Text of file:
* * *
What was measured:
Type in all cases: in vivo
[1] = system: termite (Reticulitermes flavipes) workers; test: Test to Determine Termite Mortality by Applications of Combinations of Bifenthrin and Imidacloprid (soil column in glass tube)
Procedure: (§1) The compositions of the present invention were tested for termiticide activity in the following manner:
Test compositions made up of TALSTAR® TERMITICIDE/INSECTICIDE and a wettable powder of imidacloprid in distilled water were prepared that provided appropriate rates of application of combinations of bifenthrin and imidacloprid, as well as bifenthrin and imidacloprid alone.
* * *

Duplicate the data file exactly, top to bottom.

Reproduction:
What was measured:
Type in all cases: in vivo
[1] = system: termite (Reticulitermes flavipes) workers; test: Test to Determine Termite Mortality by Applications of Combinations of Bifenthrin and Imidacloprid (soil column in glass tube)
Procedure: (§1) The compositions of the present invention were tested for termiticide activity in the following manner:
Test compositions made up of TALSTAR® TERMITICIDE/INSECTICIDE and a wettable powder of imidacloprid in distilled water were prepared that provided appropriate rates of application of combinations of bifenthrin and imidacloprid, as well as bifenthrin and imidacloprid alone.